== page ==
Toyota Prius 2016-2019 used car review

Front side view of a red Toyota Prius car parked on a residential street

Greg Hill

Posted March 06, 2019

Greg Hill reviews the Toyota Prius.

The hybrid vehicle has evolved from what was once looked upon as a novelty to become a viable ‘green’ alternative. The futuristically styled two-door Honda Insight was the first hybrid on the Australian market, in early 2001, but the more practical four-door Toyota Prius that followed soon afterwards made more sense.

While Insight struggled over the years, Prius has gone from strength to strength even as other manufacturers have joined in with hybrid models in various forms. Toyota also has Corolla and Camry hybrids but it’s Prius that remains synonymous with the technology.

Moving to its fourth generation in 2016, Prius underwent substantial changes. The green focus was maintained with revisions to the petrol/electric hybrid system delivering improved fuel economy, but a new platform and better on-road dynamics made it a more enjoyable drive. The distinctive body styling, that focuses on aerodynamic efficiency, along with a bold interior presentation, does polarise opinions.


In this article

Safety and comfort

Drives like ‘normal’

Backing the battery

The competition


Front side view of a red Toyota Prius parked next to a river

Safety and comfort

As well as excellent environmental credentials, Prius has all the attributes of a high-quality small car. It has a five-star ANCAP safety rating, with standard features such as seven airbags, autonomous emergency braking, lane-support systems and adaptive cruise control.

There are two spec levels: the well-equipped standard Prius and a more luxurious i-Tech model featuring satellite navigation, leather-accented seats with eight-way power adjustment for the driver’s seat and front-seat heaters. The i-Tech version has more usable luggage space, but that means it only has a tyre inflator kit whereas the standard model carries a space-saver spare wheel.

Electric motors are great for low-speed acceleration, while small petrol engines work better at higher speeds. Hybrid vehicles link the two by using a computer to proportion the operation between each, relative to operating conditions. The result is substantially reduced emissions and excellent fuel economy while delivering respectable performance.

For the fourth generation, Toyota employs a 1.8-litre petrol engine, with refinements that improve efficiency, augmented with a high-revving electric motor. When the petrol engine is predominantly used, such as for high-speed freeway driving, fuel consumption is similar to other fuel-efficient cars. So it’s in stop/start city driving where Prius’s petrol/electric combination proves its worth.

At the heart of the system is a large nickel-metal hydride propulsion battery mounted under the rear seat. Prius still has a conventional 12-volt battery and electrical system for starting, lighting and ancillary equipment; if this battery goes flat the car won’t start. All up, in real-world driving, fuel consumption is 3.5-5.0L/100km.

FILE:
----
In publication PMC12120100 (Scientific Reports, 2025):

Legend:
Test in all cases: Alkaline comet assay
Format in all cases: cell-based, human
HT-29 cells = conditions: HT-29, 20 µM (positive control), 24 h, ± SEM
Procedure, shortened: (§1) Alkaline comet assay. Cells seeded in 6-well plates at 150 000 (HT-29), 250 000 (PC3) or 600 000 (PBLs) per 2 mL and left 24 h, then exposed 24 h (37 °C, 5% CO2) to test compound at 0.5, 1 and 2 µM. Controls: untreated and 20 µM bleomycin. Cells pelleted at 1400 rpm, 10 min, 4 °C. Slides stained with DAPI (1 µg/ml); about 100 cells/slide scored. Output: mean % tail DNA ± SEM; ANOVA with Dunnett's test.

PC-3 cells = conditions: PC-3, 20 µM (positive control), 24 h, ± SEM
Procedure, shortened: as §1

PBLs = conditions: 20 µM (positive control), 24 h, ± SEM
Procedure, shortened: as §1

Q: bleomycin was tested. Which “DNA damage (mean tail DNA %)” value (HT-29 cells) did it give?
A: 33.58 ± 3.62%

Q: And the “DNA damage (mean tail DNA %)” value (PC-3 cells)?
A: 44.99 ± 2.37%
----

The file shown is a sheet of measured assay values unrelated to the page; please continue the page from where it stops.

Drives like ‘normal’

Apart from the unique hybrid sensation of silent take-off on electric power, this Prius has a more mainstream feel in the way it drives and handles than previous models. The ride is comfortable and composed, and electric power-assisted steering provides good response and feedback. The brakes have a progressive feel that’s reassuring and easier to control than in previous hybrids.

Vision is a mixed bag, with an excellent forward view, but thick rear pillars and a split view created by the rear spoiler cause blind spots. Another minor niggle is the awkward foot-operated park brake.

Prius is not the type of vehicle that’s likely to have been thrashed by previous owners but a thorough inspection is still advisable before purchase. The hybrid system is quite complex, so some maintenance and repairs will require specialist knowledge and equipment.


Backing the battery

Toyota is now well versed in building hybrids, so while some people may still be hesitant about the longevity of the relatively expensive propulsion battery (a replacement can be $2300-$2900), Toyota is confident enough to support its new cars with a 10-year battery warranty, provided the system has been inspected annually as part of routine maintenance according to the vehicle logbook. We’ve heard of the occasional failure, but our research suggests it’s a rare occurrence.

Prius and the closely related Camry hybrid are used extensively as taxis all around Australia, and the fleet operators and service centres we spoke to all said they have very few problems with Prius. In this harsh taxi environment, the propulsion batteries are lasting 300,000 to 500,000 kilometres.

If looking at a particular used Prius, check the service history is up to date as this can affect the battery warranty. Also check the type of driving it’s done, particularly on high-kilometre examples. But don’t overlook items normally inspected on a used car, such as tyre and brake wear, oil leaks and signs of previous serious accident damage. Over the years, Prius has been the subject of a few recalls, so check with a Toyota dealer to make sure any work required has been done on the car you’re considering.


The competition

Toyota Camry Hybrid, Honda Insight, Lexus CT200h.



Prius (2016-19): $23,300-$31,900.
Prius i-Tech (2016-19): $28,600-$38,500.

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